have been thought distorted by the pride of race or by the
religious sentiment of a newer age. It is important then to
observe that these suspicions, whether groundless or rational, do
not attach to a great deal of archaic law. Much of the old law
which has descended to us was preserved merely because it was
old. Those who practised and obeyed it did not pretend to
understand it; and in some cases they even ridiculed and despised
it. They offered no account of it except that it had come down to
them from their ancestors. If we confine our attention, then, to
those fragments of ancient institutions which cannot reasonably
be supposed to have been tampered with, we are able to gain a
clear conception of certain great characteristic of the society
to which they originally belonged. Advancing a step further, we
can apply our knowledge to systems of law which, like the Code of
Menu, are as a whole of suspicious authenticity; and, using the
key we have obtained, we are in a position to discriminate those
portions of them which are truly archaic from those which have
been affected by the prejudices, interests, or ignorance of the
compiler. It will at least be acknowledged that, if the materials
for this process are sufficient, and if the comparisons be
accurately executed, the methods followed are as little
objectionable as those which have led to such surprising results
in comparative philology.
The effect of the evidence derived from comparative
jurisprudence is to establish that view of the primeval condition
of the human race which is known as the Patriarchal Theory. There
is no doubt, of course, that this theory was originally based on
the Scriptural history of the Hebrew patriarchs in Lower Asia;
but, as has been explained already, its connexion with Scripture
rather militated than otherwise against its reception as a
complete theory, since the majority of the inquirers who till
recently addressed themselves with most earnestness to the
colligation of social phenomena, were either influenced by the
strongest prejudice against Hebrew antiquities or by the
strongest desire to construct their system without the assistance
of religious records. Even now there is perhaps a disposition to
undervalue these accounts, or rather to decline generalising from
them, as forming part of the traditions of a Semitic people. It
is to be noted, however, that the legal testimony comes nearly
exclusively from the institutions of societies belonging to the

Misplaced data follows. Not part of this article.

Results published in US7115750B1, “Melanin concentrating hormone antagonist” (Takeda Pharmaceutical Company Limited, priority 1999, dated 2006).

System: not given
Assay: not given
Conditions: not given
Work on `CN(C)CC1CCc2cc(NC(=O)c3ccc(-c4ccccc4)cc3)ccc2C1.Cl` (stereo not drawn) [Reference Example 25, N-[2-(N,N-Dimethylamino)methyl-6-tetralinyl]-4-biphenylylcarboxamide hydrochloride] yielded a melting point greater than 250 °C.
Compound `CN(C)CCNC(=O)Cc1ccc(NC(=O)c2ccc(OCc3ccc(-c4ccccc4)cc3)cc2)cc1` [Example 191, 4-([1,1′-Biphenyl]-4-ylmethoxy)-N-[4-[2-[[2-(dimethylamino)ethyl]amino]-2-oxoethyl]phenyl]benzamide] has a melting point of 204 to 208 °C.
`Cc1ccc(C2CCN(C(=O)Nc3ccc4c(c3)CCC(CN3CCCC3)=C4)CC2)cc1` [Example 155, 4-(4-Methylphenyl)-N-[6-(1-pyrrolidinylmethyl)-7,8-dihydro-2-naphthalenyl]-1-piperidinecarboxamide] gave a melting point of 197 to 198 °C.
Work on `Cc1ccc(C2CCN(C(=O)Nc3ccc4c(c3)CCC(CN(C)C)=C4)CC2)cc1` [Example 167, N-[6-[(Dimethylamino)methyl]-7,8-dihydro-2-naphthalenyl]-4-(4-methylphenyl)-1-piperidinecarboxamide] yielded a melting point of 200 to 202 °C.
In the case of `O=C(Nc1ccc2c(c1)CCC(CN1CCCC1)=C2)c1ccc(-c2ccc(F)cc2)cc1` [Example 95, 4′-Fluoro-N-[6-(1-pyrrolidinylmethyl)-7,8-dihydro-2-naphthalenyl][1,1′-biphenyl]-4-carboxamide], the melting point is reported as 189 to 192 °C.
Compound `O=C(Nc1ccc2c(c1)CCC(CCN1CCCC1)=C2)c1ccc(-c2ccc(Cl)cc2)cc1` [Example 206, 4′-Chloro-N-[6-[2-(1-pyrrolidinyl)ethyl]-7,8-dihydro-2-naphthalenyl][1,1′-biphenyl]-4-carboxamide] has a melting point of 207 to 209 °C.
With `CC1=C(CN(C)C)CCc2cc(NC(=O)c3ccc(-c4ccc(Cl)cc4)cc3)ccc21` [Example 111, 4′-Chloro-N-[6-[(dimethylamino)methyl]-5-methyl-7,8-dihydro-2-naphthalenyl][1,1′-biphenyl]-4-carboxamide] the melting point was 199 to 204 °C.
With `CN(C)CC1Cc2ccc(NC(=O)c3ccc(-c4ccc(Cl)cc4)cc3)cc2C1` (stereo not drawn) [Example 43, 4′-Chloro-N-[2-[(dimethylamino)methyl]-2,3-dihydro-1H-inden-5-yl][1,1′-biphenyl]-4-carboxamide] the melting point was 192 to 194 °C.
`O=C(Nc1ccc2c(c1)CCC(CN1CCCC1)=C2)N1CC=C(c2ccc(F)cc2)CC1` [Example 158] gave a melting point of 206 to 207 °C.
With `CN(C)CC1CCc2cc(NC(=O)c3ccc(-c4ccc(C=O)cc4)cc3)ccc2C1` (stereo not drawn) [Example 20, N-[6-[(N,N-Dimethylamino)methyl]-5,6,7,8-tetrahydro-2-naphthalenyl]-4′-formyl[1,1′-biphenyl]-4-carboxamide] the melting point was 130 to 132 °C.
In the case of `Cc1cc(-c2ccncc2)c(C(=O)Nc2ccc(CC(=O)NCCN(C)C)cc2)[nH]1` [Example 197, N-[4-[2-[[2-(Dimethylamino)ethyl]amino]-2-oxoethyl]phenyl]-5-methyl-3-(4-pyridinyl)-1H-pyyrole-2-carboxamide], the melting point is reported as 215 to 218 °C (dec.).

Indo-European stock, the Romans, Hindoos, and Sclavonians
supplying the greater part of it; and indeed the difficulty at
the present stage of the inquiry, is to know where to stop, to
say of what races of men it is not allowable to lay down that the
society in which they are united was originally organised on the
patriarchal. model. The chief lineaments of such a society, as
collected from the early chapters in Genesis, I need not attempt
to depict with any minuteness, both because they are familiar to
most of us from our earliest childhood, and because, from the
interest once attaching to the controversy which takes its name
from the debate between Locke and Filmer, they fill a whole
chapter, though not a very profitable one, in English literature.
The points which lie on the surface of the history are these: --
The eldest male parent the eldest ascendant -- is absolutely
supreme in his household. His dominion extends to life and death,
and is as unqualified over his children and their houses as over
his slaves; indeed the relations of sonship and serfdom appear to
differ in little beyond the higher capacity which the child in
blood possesses of becoming one day the head of a family himself.
The flocks and herds of the children are the flocks and herds of
the father, and the possessions of the parent, which he holds in
a representative rather than in a proprietary character, are
equally divided at his death among his descendants in the first
degree, the eldest son sometimes receiving a double share under
the name of birthright, but more generally endowed with no
hereditary advantage beyond an honorary precedence. A less
obvious inference from the Scriptural accounts is that they seem
to plant us on the traces of the breach which is first effected
in the empire of the parent. The families of Jacob and Esau
separate and form two nations; but the families of Jacob's
children hold together and become a people. This looks like the
immature germ of a state or commonwealth, and of an order of
rights superior to the claims of family relation.
If I were attempting for the more special purposes of the
jurist to express compendiously the characteristics of the
situation in which mankind disclose themselves at the dawn of
their history, I should be satisfied to quote a few verses from
the Odyssee of Homer :

"They have neither assemblies for consultation nor themistes, but

every one exercises jurisdiction over his wives and his children,
and they pay no regard to one another." These lines are applied
to the Cyclops, and it may not perhaps be an altogether fanciful
idea when I suggest that the Cyclops is Homer's type of an alien
and less advanced civilisation; for the almost physical loathing
which a primitive community feels for men of widely different
manners from its own usually expresses itself by describing them
as monsters, such as giants, or even (which is almost always the
case in Oriental mythology) as demons. However that may be, the
verses condense in themselves the sum of the hints which are
given us by legal antiquities. Men are first seen distributed in
perfectly insulated groups, held together by obedience to the
parent. Law is the parent's word, but it is not yet in the
condition of those themistes which were analysed in the first
chapter of this work. When we go forward to the state of society
in which these early legal conceptions show themselves as formed,